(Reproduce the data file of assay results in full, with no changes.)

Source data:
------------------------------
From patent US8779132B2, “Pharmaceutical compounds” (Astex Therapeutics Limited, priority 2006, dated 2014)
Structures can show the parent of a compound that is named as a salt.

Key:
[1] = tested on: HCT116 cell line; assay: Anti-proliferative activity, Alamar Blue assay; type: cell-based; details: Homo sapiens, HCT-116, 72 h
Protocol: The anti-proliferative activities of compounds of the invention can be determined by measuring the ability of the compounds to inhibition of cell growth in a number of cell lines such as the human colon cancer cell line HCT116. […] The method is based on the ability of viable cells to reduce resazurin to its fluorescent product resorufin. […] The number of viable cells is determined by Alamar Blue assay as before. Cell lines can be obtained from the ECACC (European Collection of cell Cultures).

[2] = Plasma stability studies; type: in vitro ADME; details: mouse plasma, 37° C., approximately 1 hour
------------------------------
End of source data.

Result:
From patent US8779132B2, “Pharmaceutical compounds” (Astex Therapeutics Limited, priority 2006, dated 2014)
Structures can show the parent of a compound that is named as a salt.

Key:
[1] = tested on: HCT116 cell line; assay: Anti-proliferative activity, Alamar Blue assay; type: cell-based; details: Homo sapiens, HCT-116, 72 h
Protocol: The anti-proliferative activities of compounds of the invention can be determined by measuring the ability of the compounds to inhibition of cell growth in a number of cell lines such as the human colon cancer cell line HCT116. […] The method is based on the ability of viable cells to reduce resazurin to its fluorescent product resorufin. […] The number of viable cells is determined by Alamar Blue assay as before. Cell lines can be obtained from the ECACC (European Collection of cell Cultures).

[2] = Plasma stability studies; type: in vitro ADME; details: mouse plasma, 37° C., approximately 1 hour